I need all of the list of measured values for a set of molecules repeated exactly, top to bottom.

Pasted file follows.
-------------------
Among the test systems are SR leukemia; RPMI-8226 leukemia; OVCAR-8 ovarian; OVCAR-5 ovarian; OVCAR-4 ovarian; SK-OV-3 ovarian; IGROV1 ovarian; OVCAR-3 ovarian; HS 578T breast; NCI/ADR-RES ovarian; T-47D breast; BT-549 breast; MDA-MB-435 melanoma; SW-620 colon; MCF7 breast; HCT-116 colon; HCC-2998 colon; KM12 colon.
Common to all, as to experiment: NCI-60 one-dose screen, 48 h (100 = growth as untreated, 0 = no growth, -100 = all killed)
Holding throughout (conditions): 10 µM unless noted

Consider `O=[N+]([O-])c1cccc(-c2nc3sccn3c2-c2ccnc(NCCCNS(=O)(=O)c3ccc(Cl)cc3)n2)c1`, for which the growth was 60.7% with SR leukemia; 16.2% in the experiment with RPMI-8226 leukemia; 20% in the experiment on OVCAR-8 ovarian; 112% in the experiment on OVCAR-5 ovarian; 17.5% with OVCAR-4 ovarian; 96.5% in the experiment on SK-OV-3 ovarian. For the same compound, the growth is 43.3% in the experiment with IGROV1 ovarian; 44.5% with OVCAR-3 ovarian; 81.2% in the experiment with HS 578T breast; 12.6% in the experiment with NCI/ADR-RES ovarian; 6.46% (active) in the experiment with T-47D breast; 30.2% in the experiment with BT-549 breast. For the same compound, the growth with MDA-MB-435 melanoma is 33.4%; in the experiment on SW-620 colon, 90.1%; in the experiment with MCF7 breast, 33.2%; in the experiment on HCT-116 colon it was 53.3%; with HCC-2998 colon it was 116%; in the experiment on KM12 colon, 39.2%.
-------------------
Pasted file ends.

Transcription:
Among the test systems are SR leukemia; RPMI-8226 leukemia; OVCAR-8 ovarian; OVCAR-5 ovarian; OVCAR-4 ovarian; SK-OV-3 ovarian; IGROV1 ovarian; OVCAR-3 ovarian; HS 578T breast; NCI/ADR-RES ovarian; T-47D breast; BT-549 breast; MDA-MB-435 melanoma; SW-620 colon; MCF7 breast; HCT-116 colon; HCC-2998 colon; KM12 colon.
Common to all, as to experiment: NCI-60 one-dose screen, 48 h (100 = growth as untreated, 0 = no growth, -100 = all killed)
Holding throughout (conditions): 10 µM unless noted

Consider `O=[N+]([O-])c1cccc(-c2nc3sccn3c2-c2ccnc(NCCCNS(=O)(=O)c3ccc(Cl)cc3)n2)c1`, for which the growth was 60.7% with SR leukemia; 16.2% in the experiment with RPMI-8226 leukemia; 20% in the experiment on OVCAR-8 ovarian; 112% in the experiment on OVCAR-5 ovarian; 17.5% with OVCAR-4 ovarian; 96.5% in the experiment on SK-OV-3 ovarian. For the same compound, the growth is 43.3% in the experiment with IGROV1 ovarian; 44.5% with OVCAR-3 ovarian; 81.2% in the experiment with HS 578T breast; 12.6% in the experiment with NCI/ADR-RES ovarian; 6.46% (active) in the experiment with T-47D breast; 30.2% in the experiment with BT-549 breast. For the same compound, the growth with MDA-MB-435 melanoma is 33.4%; in the experiment on SW-620 colon, 90.1%; in the experiment with MCF7 breast, 33.2%; in the experiment on HCT-116 colon it was 53.3%; with HCC-2998 colon it was 116%; in the experiment on KM12 colon, 39.2%.